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Thatcher and Sons: A Revolution in Three Acts by Simon Jenkins

20 July 2008

Another book that I found a bit tricky to review in full. I think I’ve managed to summarise most of what I wanted to say, but I’d be happy to elaborate in comments if there’s something it seems I’ve left out.

Thatcher and Sons: A Revolution in Three Acts by Simon Jenkins

The coming year will mark the 30th anniversary of the 1979 General Election, called after Jim Callaghan’s Labour Government lost a vote of no-confidence — by one vote — on 28 March 1979. That election brought the Conservative Party back into power for the first time since 1974, and brought Margaret Thatcher into office as Britain’s first female prime minister. So much has changed since 1979 that it’s often difficult to pinpoint where and when those changes took place, which makes it equally difficult to fully study how those changes have shaped how we look at recent history. Political journalist Simon Jenkins (formerly of the Economist and the Times, now a Guardian columnist) has taken it upon himself to delve into this recent history and thoroughly examine Thatcherism, its theory and practice, and the permutations it has gone through in the years since the Lady was unceremoniously ousted from power in 1990.

In Thatcher and Sons, Jenkins identifies not just one, but two Thatcher ‘revolutions’: the first involving an ideological shift from the ‘commanding heights’ of a mostly socialist economy to wholesale privatisation, and the second involving a massive push to centralise the government’s control over more and more aspects of British life. As he looks into these revolutions, Jenkins traces the line from Thatcher through John Major, Tony Blair, and Gordon Brown, showing how Thatcher’s ‘sons’ have embraced (in varying ways, and with varying degrees of eagerness) the murky ideological underpinnings of Thatcherism. He also shows how Thatcherism has permeated the structure of Whitehall, especially in terms of the power that has built up in the Treasury in the past three decades. But most of all, he attempts to describe how the seemingly contradictory aims of privatisation and centralisation came together to drive the revolutions forward, in a manner that eventually made it difficult for their proponents to control.

At its strongest, Jenkins’ prose is clear and sharp and almost damning in its thoroughness, particularly in his overview of Tony Blair’s rise to power in the various Labour Party upheavals of the 1980s and 1990s. (For those who were too young to remember the specifics as it happened, or paid very little attention to Labour’s persistent navel-gazing in Foot-Kinnock-Smith years, the book is worth reading for this section alone.) He does his best to examine and weigh the merits of many commonly held beliefs about Thatcher and her successors, but there are times when his analysis misses the mark. To take one example, he criticises Thatcher’s insistence that she owed very little loyalty to the Tory establishment because, in her words, ‘They had fought me unscrupulously all the way‘. Jenkins hints, quite openly, that this attitude smacks of ingratitude. After all, didn’t she owe many of her rapid advances in the party to her position as that rare and wonderous bird, the female Tory MP? There’s more than a touch of chauvinism in that approach, as Thatcher herself might be first to claim. She was all too aware of the fact that her sex was both her greatest weapon and her greatest weakness, and it is hardly surprising that she should have felt insulted that her advance in the party often had less to do with her political or intellectual merits and more to do with the need to have some sort of token woman on the front bench. And with so much attention paid to the similarities between Thatcher and her ‘sons’, especially Thatcher and Blair, it seems odd that Jenkins should have trouble explaining some of their differences in opinion over points like European integration.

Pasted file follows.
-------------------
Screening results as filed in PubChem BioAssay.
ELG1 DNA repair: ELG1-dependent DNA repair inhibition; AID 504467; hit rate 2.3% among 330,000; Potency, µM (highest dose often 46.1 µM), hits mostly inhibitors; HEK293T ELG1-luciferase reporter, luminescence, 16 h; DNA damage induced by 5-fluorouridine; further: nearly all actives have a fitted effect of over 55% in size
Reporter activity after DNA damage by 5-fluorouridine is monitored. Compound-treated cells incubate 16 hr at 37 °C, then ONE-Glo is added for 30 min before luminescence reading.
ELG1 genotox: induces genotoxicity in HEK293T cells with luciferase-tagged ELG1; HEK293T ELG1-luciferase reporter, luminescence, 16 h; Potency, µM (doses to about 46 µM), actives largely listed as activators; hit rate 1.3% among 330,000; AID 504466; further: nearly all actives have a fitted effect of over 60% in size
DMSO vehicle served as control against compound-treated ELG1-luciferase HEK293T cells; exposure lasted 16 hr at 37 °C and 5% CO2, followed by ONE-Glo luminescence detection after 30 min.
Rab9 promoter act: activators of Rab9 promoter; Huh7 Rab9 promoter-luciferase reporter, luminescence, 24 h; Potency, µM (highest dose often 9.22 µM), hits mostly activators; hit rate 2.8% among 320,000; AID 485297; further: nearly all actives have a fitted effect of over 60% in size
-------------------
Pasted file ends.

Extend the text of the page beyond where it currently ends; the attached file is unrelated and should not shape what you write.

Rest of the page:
Jenkins concludes his book by declaring that the only possible means of countering the worst excesses of the Thatcher revolutions is to encourage a third revolution to strike back at Thatcherite overcentralisation: ‘localism’, by which he means a devolution of power and responsibility from Whitehall to strengthen the local government institutions that were either weakened or abolished by the Thatcher revolutions. Jenkins heaps praise on the strength of local government as it appears in the United States, particularly the town-hall meetings held in the New England states, as well as on the strength of local civic life in France and the Scandinavian countries. Yet there is something about this third revolution that fails to sound convincing, perhaps because it veers too close to an outright political manifesto at times. As the lessons of Thatcher and Sons indicate all too well, one more all-encompassing solution that is guaranteed to fix Britain’s economic and social ills might not be what the public wants or the country needs. As this kind of manifesto, the book falls rather short — but as a work of very recent political history, it is a useful point of reference.

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